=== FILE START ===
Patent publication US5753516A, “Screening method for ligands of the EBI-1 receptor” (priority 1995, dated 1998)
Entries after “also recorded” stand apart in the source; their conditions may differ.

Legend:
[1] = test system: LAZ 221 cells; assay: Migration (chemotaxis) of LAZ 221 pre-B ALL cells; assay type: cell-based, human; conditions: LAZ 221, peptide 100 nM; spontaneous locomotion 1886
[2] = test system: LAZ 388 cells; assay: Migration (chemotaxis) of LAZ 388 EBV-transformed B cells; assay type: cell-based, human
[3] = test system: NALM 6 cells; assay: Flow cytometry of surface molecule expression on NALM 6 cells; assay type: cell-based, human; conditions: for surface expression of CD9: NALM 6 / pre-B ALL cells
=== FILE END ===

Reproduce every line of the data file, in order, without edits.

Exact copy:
Patent publication US5753516A, “Screening method for ligands of the EBI-1 receptor” (priority 1995, dated 1998)
Entries after “also recorded” stand apart in the source; their conditions may differ.

Legend:
[1] = test system: LAZ 221 cells; assay: Migration (chemotaxis) of LAZ 221 pre-B ALL cells; assay type: cell-based, human; conditions: LAZ 221, peptide 100 nM; spontaneous locomotion 1886
[2] = test system: LAZ 388 cells; assay: Migration (chemotaxis) of LAZ 388 EBV-transformed B cells; assay type: cell-based, human
[3] = test system: NALM 6 cells; assay: Flow cytometry of surface molecule expression on NALM 6 cells; assay type: cell-based, human; conditions: for surface expression of CD9: NALM 6 / pre-B ALL cells